Today, IT departments across the country are required to bring relevance to the organisation, while promoting technology initiatives that support strategic business objectives.
In short, IT now needs to initiate value-based discussions related to the services that technology provides because through taking a service-oriented and consultative position, the CIO can keep up with the ever-changing nature of the market.
But to do this, IT must evolve and become more adaptive.
“In looking back at my distribution experience, the amount you get for the amount you pay is far greater today, and there’s a lot less of the multi-million dollar deals,” Alexander observed. “Five years ago, we were regularly doing large deals, but not as many exist in distribution anymore.
“You can get a lot of compute for a small amount of money now and that’s impacting the market.”
Impacting small, mid and enterprise markets across New Zealand, changing deal sizes create new challenges for resellers around pricing and billing, as the channel transitions to new business models and strategies.
Yet despite the shift, for those operating at the big end of town, value can still be found in securing chunky contracts with enterprise.
“They are less frequent but they are still there,” Raos said. “It’s a longer sales cycle but we’re still seeing them in the enterprise space, although the digestion period is now a factor.”
According to Garcia-Curtis, for resellers in New Zealand “a deal is a deal”, irrespective of how it is structured or delivered.
“The customer still requires an outcome,” he said. “But the large deals and great opportunities are still there. We’ll always have long cycles and we’ll need to change with the customer demands.
“And those demands are changing because it’s not a complete refresh anymore, there’s consulting elements, looking at the business and working with them from nine months to three years at a strategic level.”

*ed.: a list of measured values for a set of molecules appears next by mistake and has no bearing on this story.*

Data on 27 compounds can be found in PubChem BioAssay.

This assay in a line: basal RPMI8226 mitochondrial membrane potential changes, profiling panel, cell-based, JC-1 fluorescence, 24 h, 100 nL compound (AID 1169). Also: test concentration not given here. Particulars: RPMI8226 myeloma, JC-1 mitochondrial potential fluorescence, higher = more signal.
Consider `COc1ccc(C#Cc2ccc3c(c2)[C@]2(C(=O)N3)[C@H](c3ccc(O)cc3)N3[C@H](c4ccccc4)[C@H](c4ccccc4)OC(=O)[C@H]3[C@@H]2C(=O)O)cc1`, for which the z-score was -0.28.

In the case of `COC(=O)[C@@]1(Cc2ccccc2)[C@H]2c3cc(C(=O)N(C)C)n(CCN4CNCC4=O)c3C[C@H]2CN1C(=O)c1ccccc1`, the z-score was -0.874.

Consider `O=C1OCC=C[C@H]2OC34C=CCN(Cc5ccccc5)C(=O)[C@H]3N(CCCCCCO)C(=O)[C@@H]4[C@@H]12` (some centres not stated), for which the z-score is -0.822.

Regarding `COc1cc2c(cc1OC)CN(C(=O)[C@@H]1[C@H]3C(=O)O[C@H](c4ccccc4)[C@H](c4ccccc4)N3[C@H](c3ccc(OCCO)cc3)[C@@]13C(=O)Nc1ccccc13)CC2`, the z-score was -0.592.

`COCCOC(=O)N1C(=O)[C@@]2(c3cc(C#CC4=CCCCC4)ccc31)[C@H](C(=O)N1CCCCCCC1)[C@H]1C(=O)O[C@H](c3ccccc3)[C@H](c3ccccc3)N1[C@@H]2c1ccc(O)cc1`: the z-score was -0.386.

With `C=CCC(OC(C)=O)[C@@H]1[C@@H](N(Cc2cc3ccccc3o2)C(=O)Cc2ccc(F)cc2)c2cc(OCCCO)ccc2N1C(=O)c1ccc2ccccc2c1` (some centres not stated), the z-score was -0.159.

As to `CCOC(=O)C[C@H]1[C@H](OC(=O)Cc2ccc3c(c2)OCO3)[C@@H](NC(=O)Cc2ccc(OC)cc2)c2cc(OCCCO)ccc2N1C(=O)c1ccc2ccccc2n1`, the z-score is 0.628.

In light of increased cloud adoption across New Zealand, customers are now seeking outcomes rather than products, outcomes that are delivered predominantly as a service.
Consequently, such customer change has resulted in a power shift within the channel, as partners take on greater importance in the end-user buying cycle.
“Vendors need to understand that managed service providers [MSPs] are directing the customers,” Alexander said. “It’s service level agreements, it’s outcome driven and the customer just wants to pass the problem off to the partner.
“Some of our customers don’t even ask what brand we put into a deal, they only know when they sign the contract.”
Representing a significant change in customer behaviour in New Zealand, the shift to solution selling ultimately places the power in the hands of the partner, as the trusted advisor tasked with making technology decisions on behalf of the end-user.
While enterprise particularly retains an appetite for well-known and seemingly “trusted” brands, the tier-2 market is experiencing a surge in services-based work, with customers care free when it comes to vendor selection.
“It’s more of a solution driven market today,” Taege said. “Some vendors believe they can enter the tier-2 space especially and lead with a product but that’s no longer the case.”
For Johnson, the channel is now faced with two types of customer.
“The one that has skills and expertise internally often seeks a specific direction when it comes to technology,” he observed. “But if not, they play safe and go with established brands and wouldn’t consider any other option.”
Traditionally, resellers across New Zealand displayed vendor logos as a badge of honour, an indicator of expertise and skill spanning a wide variety of technologies.
Today however, such statements are few and far between, as partners understand the importance of consolidating vendor portfolios and products, focusing on specialised plays to provide a deepened level of service to the customer.